Hiroyuki Yoshitoshi / Potter and owner of the “Shinpachino gama kiln”

When I opened my car window, a warm wind blew in. Following a sign posted on the main road I took a side street in the direction of the mountains until I reached a hand-painted sign for “Yakushima Pottery” surrounded by small wild flowers.

吉利博行さん/屋久島焼 新八野窯・陶芸家

The owner, Mr. Hiroyuki Yoshitoshi, moved to Yakushima from Tokyo in 1972 and opened this kiln. When he tells me that he is in his 44th year as a potter, it sounds like a long time. But Mr. Yoshitoshi says “Yakushima is the kind of place where you find ancient Japanese pottery when you are hoeing your vegetable patch. As seen through the perspective of that history, my time here has been no more than a moment.” When I think about it this way, I feel the immense temporal scale of this island.

吉利博行さん/屋久島焼 新八野窯・陶芸家

Mr. Yoshitoshi studied at an art university in Tokyo and moved to Yakushima after finding an advertisement in a newspaper looking for people to take care of second or holiday homes. At the time, the 70’s student movement was flourishing and lots of people were thinking about alternative lifestyles. As a member of this group, Mr. Yoshitoshi was excited by the thought of living a happy life on a southern island. At this time there was also an unprecedented movement on Yakushima to develop new crafts – pottery among them – and Mr. Yoshitoshi joined it.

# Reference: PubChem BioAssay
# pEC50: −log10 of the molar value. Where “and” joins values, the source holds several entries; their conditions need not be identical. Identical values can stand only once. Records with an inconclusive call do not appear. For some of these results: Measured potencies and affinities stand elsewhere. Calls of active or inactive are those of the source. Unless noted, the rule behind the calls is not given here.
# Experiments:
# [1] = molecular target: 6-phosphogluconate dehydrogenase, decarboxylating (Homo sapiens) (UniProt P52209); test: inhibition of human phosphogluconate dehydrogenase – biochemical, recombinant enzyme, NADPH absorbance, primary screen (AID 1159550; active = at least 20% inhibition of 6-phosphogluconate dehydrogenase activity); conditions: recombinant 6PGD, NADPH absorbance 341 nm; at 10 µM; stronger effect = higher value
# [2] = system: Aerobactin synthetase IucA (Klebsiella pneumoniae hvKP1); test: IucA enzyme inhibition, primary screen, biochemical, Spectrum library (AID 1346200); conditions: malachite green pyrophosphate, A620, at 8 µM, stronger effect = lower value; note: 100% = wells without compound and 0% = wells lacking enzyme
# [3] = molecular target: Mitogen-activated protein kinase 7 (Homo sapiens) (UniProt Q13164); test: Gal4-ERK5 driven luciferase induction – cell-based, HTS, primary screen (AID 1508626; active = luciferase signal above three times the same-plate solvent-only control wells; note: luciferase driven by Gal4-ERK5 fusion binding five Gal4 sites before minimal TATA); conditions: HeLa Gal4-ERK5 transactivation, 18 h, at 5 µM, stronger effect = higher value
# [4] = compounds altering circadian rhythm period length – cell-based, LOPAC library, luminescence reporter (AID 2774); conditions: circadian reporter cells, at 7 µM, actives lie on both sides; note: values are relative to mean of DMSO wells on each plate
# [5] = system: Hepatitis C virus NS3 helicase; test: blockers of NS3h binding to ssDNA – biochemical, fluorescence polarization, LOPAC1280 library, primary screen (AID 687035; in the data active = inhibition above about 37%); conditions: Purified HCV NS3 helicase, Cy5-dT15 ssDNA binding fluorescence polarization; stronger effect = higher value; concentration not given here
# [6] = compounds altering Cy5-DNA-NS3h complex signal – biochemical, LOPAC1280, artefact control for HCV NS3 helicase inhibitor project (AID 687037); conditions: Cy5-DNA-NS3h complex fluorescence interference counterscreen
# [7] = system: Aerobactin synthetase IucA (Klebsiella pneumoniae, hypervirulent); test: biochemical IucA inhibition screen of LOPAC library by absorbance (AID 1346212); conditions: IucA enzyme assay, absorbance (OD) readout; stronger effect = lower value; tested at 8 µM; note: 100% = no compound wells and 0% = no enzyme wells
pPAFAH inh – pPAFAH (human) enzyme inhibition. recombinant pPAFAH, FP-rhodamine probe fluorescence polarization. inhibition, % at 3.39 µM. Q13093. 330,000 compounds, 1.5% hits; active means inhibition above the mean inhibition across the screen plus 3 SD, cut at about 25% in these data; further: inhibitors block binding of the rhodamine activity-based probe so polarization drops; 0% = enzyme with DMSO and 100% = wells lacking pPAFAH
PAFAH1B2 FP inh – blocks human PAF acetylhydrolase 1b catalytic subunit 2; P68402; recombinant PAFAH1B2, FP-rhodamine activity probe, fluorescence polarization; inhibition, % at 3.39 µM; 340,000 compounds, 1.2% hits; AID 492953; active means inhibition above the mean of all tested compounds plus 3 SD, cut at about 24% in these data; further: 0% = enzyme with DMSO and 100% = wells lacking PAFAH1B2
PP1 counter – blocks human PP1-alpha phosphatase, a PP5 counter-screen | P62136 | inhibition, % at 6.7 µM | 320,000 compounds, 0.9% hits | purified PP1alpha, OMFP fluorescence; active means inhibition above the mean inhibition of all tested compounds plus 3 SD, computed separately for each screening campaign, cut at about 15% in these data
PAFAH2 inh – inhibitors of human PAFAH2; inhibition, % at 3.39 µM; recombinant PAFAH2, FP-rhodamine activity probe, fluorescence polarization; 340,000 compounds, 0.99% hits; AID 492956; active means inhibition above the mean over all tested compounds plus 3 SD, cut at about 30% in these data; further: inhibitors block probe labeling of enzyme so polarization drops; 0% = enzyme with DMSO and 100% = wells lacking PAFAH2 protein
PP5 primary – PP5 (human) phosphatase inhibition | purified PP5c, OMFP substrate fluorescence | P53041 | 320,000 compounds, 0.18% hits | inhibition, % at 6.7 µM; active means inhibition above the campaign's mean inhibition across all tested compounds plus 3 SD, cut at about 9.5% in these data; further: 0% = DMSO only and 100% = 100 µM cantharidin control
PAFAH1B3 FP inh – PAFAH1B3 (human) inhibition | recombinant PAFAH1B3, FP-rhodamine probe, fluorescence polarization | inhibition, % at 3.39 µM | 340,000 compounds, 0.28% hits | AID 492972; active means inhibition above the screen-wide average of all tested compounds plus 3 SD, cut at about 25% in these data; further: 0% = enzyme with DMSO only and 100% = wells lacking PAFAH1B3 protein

Mr. Yoshitoshi’s “Shinpachino gama kiln” is in the town of Hirauchi which is famous for the Hirauchi Kaichu Onsen, seaside hot springs that appear along the shore only at low tide. When you enter Mr. Yoshitoshi’s shop it is full of pottery that, like Yakushima’s nature, runs the spectrum from beautifully vivid to simple earth colors.

The pottery above gets its vivid blues and greens from coral that washed up on the shore and has been fired, powdered and added to the glaze. Wanting to make use of nature’s own unique colors in his pottery, Mr. Yoshitoshi arrived at this method through trial and error.

吉利博行さん/屋久島焼 新八野窯・陶芸家

Separate from his work and as a daily “pottery diary,” Mr. Yoshitoshi makes small creations that come to mind. “Someday I’d like to put them on public display,” he tells me.